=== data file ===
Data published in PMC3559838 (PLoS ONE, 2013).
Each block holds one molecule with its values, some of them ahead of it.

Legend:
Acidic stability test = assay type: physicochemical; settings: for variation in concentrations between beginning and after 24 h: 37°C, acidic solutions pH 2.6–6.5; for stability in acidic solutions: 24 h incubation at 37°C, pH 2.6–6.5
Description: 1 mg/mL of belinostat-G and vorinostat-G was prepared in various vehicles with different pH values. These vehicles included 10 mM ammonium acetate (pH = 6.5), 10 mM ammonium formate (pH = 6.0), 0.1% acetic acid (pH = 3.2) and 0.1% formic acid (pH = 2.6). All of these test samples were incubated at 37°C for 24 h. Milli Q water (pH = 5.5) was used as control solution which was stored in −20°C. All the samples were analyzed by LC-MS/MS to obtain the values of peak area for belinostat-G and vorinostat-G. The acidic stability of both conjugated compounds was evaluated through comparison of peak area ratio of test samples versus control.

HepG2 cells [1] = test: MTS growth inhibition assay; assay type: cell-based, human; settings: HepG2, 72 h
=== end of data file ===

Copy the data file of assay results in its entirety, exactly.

Data published in PMC3559838 (PLoS ONE, 2013).
Each block holds one molecule with its values, some of them ahead of it.

Legend:
Acidic stability test = assay type: physicochemical; settings: for variation in concentrations between beginning and after 24 h: 37°C, acidic solutions pH 2.6–6.5; for stability in acidic solutions: 24 h incubation at 37°C, pH 2.6–6.5
Description: 1 mg/mL of belinostat-G and vorinostat-G was prepared in various vehicles with different pH values. These vehicles included 10 mM ammonium acetate (pH = 6.5), 10 mM ammonium formate (pH = 6.0), 0.1% acetic acid (pH = 3.2) and 0.1% formic acid (pH = 2.6). All of these test samples were incubated at 37°C for 24 h. Milli Q water (pH = 5.5) was used as control solution which was stored in −20°C. All the samples were analyzed by LC-MS/MS to obtain the values of peak area for belinostat-G and vorinostat-G. The acidic stability of both conjugated compounds was evaluated through comparison of peak area ratio of test samples versus control.

HepG2 cells [1] = test: MTS growth inhibition assay; assay type: cell-based, human; settings: HepG2, 72 h